A couple of studies have shown that eating bilberries or drinking bilberry juice can reduce inflammation in people at risk of heart disease or metabolic syndrome.
Another study of 110 women found that eating bilberries for around 1 month reduced the levels of endothelial markers that are implicated in the development of heart disease. Bilberries also reduced waist circumference by 0.5 inches (1.2 cm) and weight by 0.4 pounds (0.2 kgs).
A separate study found that eating a diet rich in bilberries, whole grains, and fish reduced blood sugar in people with high blood sugar.
Bilberries may also increase “good” HDL cholesterol and reduce “bad” LDL cholesterol.
Bilberries are similar to blueberries and are effective at reducing inflammation. They may also help reduce weight and blood cholesterol.
6. Acai berries
Acai berries grow on acai palm trees native to the Brazilian Amazon region.
They have become popular health food supplements because of their high antioxidant content.
3.5 ounces (100 grams) of acai berry puree provides (43):
Keep in mind that acai berries are often consumed dried or freeze-dried, which can affect the nutritional content.
Acai berries are one of the best sources of antioxidant polyphenols and may contain as much as 10 times more antioxidants than blueberries.
When consumed as a juice or pulp, acai berries can increase blood antioxidant levels and reduce chemicals involved in oxidative stress.
Additionally, acai berry pulp has been shown to reduce blood sugar, insulin, and blood cholesterol levels in overweight adults who consumed 200 grams per day for 1 month.
These effects have also been shown in athletes. Drinking 3 ounces (100 ml) of an acai juice blend for 6 weeks reduced blood cholesterol and reduced oxidative stress after exercise, which may speed up recovery from muscle damage.
The antioxidants in acai may also help reduce the symptoms of osteoarthritis. A study of people with osteoarthritis found that drinking 4 ounces (120 ml) of acai juice per day for 12 weeks significantly reduced pain and improved daily living.
Acai berries contain high amounts of antioxidants, which may help reduce blood cholesterol, oxidative stress, and even reduce the symptoms of osteoarthritis.
Cranberries are an extremely healthy fruit with a sour taste.
They are rarely eaten raw. Instead, they are commonly consumed as juice.
1 cup (110 grams) of raw cranberries provides:
Like other berries, cranberries contain antioxidant polyphenols. However, most of these antioxidants are in the skin of the cranberry. Therefore, cranberry juice doesn’t contain as many polyphenols.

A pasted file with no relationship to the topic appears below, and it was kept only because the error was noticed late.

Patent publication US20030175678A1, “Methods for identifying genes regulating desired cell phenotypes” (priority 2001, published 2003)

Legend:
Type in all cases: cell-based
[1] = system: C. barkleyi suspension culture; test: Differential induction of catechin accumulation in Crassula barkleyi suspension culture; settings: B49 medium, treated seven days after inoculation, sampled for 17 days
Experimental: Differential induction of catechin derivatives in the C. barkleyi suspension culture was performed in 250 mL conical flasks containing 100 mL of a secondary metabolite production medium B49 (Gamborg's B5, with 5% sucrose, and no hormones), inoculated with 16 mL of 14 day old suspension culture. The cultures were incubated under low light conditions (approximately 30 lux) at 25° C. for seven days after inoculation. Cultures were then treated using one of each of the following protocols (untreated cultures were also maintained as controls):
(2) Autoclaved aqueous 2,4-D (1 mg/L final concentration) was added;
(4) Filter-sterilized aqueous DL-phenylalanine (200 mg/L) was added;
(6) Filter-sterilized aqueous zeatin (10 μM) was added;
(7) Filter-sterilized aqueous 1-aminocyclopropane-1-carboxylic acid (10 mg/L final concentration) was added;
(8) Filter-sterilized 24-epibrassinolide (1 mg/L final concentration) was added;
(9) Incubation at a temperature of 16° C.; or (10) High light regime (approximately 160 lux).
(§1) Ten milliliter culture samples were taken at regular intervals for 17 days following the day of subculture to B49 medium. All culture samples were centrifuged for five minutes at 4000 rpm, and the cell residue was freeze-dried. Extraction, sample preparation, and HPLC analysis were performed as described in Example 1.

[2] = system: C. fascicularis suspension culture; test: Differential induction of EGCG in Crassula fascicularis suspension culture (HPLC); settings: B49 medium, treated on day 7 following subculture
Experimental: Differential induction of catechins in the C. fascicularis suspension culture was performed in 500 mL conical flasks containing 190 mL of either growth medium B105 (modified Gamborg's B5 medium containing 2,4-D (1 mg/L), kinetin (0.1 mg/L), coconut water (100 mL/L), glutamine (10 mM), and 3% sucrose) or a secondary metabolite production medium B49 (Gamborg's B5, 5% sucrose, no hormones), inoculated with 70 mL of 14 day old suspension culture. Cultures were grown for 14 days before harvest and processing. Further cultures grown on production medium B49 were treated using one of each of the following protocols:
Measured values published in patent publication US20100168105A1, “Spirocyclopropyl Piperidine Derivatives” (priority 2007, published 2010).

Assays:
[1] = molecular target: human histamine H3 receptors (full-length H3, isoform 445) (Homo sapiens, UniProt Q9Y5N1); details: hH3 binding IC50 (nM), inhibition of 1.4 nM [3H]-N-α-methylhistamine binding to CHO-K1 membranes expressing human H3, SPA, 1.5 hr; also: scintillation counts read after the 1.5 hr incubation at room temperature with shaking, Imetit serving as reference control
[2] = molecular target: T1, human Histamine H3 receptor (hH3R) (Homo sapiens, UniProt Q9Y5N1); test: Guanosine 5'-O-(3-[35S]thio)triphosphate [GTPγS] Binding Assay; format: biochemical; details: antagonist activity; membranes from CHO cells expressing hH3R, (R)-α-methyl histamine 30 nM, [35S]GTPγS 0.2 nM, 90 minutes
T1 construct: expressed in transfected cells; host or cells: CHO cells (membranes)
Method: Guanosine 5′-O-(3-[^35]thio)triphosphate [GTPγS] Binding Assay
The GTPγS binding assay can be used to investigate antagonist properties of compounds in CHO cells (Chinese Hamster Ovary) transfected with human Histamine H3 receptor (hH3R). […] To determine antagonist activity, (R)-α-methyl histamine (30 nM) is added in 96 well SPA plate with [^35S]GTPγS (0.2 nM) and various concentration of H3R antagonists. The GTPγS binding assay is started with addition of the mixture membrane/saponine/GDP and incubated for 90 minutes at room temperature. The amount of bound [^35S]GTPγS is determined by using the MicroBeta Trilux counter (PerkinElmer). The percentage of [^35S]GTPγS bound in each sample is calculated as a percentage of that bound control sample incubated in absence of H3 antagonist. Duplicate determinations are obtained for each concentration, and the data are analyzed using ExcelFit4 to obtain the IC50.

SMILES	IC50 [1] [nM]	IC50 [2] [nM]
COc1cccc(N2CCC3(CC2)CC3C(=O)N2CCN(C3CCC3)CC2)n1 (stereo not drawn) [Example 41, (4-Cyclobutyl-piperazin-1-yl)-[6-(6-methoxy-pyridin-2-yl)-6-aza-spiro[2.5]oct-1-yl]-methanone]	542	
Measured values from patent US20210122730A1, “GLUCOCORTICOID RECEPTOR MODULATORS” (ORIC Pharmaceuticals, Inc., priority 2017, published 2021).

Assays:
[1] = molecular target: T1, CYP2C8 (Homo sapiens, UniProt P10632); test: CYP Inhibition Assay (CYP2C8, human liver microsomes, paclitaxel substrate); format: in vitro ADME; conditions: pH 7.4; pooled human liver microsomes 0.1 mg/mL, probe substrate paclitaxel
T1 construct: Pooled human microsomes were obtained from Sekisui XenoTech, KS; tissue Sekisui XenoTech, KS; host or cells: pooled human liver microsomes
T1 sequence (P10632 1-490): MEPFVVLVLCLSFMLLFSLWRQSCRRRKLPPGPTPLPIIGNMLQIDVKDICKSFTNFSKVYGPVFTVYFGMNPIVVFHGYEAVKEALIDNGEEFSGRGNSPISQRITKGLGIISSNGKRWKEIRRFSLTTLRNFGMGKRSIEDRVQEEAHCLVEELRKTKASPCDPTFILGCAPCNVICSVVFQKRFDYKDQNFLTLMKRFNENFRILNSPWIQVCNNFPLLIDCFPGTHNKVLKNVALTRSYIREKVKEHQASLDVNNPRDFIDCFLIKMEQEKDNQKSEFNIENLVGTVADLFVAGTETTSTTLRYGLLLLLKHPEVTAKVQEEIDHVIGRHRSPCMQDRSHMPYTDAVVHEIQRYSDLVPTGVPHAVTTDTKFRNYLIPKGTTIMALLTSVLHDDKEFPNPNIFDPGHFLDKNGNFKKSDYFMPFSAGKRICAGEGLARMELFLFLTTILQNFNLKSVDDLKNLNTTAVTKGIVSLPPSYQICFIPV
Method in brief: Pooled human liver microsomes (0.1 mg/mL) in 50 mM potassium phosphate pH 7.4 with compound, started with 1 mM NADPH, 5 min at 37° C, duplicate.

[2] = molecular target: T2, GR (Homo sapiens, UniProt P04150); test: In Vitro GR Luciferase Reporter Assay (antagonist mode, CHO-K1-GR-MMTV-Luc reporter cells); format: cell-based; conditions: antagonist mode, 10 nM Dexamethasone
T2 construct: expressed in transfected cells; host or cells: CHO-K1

The best-known health benefit of cranberries is their ability to reduce the risk of urinary tract infections (UTIs).
Certain chemicals in cranberries prevent the bacteria E. coli from sticking to the wall of the bladder or urinary tract, therefore reducing the risk of infection.
A number of studies have shown that drinking cranberry juice or taking cranberry supplements can reduce the risk of UTIs.
Cranberry juice may reduce the risk of other infections as well.
H. pylori is a type of bacteria that can cause stomach ulcers and cancer. A number of studies have shown that cranberry juice can prevent H. pylori from attaching to the stomach wall and thus prevent infection.
Cranberry juice has also shown various benefits for heart health. Many studies have found that drinking cranberry juice can reduce cholesterol, blood pressure, oxidative stress, and “stiffness” of arteries.
However, it’s best to avoid varieties of cranberry juice with lots of added sugar.
Cranberries and cranberry juice can reduce the risk of urinary tract and stomach infections and may benefit heart health. However, it’s best to avoid juices with lots of added sugar.
Grapes are widely consumed either as whole, raw fruit or as juice, wine, raisins, or vinegar.
One cup (151 grams) of whole, raw grapes provides:
The skin and seeds of grapes are an excellent source of antioxidant polyphenols. A number of studies have shown that grape seed polyphenol extracts can lower both blood pressure and heart rate.
However, many of these studies were small. Other studies assert that the effect of polyphenols on blood pressure remains unclear.
A large observational study found that eating grapes or raisins 3 times per week was associated with a 12% reduction in the risk of type 2 diabetes.
Another study found that eating 17 ounces (500 grams) of grapes per day for 8 weeks reduced blood cholesterol and oxidative stress in people with high cholesterol.
Finally, grape juice may even benefit brain health. A small study of 25 women found that drinking 12 ounces (355 ml) of Concord grape juice every day for 12 weeks significantly improved memory and driving performance.
Grapes, particularly the seeds and skin, are full of antioxidants. They may help reduce blood cholesterol and type 2 diabetes risk while also benefiting brain health.
The bottom line
Berries are some of the healthiest foods you can eat, as they’re low in calories but high in fiber, vitamin C, and antioxidants.
Many berries have proven benefits for heart health. These include lowering blood pressure and cholesterol, while reducing oxidative stress.
They may also help reduce the risk of type 2 diabetes by acting as great alternatives to sugary snacks.
Try to eat a few portions of berries a week and sample different types. They make a great snack or healthy breakfast topping.
Written by Ruairi Robertson, PhD